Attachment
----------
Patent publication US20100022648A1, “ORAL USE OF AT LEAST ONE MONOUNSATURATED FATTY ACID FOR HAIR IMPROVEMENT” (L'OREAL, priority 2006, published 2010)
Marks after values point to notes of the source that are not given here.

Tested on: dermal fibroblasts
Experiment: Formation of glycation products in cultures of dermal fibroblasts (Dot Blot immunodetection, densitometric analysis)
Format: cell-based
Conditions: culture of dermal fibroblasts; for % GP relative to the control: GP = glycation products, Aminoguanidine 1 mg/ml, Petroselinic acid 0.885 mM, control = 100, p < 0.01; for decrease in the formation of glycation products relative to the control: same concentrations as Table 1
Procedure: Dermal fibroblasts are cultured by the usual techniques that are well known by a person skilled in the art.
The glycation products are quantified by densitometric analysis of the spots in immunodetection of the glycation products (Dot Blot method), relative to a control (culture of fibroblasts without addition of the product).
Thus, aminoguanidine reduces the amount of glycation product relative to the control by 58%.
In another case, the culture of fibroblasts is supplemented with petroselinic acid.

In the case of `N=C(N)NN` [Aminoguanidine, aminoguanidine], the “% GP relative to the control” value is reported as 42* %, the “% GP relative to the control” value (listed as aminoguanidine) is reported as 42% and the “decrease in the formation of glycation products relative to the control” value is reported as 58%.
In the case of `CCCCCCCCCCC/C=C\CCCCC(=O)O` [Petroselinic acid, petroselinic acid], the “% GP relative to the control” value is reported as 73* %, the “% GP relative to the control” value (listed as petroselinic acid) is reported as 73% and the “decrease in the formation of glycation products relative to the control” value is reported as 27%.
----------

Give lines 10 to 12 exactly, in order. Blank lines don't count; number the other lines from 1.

In another case, the culture of fibroblasts is supplemented with petroselinic acid.

In the case of `N=C(N)NN` [Aminoguanidine, aminoguanidine], the “% GP relative to the control” value is reported as 42* %, the “% GP relative to the control” value (listed as aminoguanidine) is reported as 42% and the “decrease in the formation of glycation products relative to the control” value is reported as 58%.
In the case of `CCCCCCCCCCC/C=C\CCCCC(=O)O` [Petroselinic acid, petroselinic acid], the “% GP relative to the control” value is reported as 73* %, the “% GP relative to the control” value (listed as petroselinic acid) is reported as 73% and the “decrease in the formation of glycation products relative to the control” value is reported as 27%.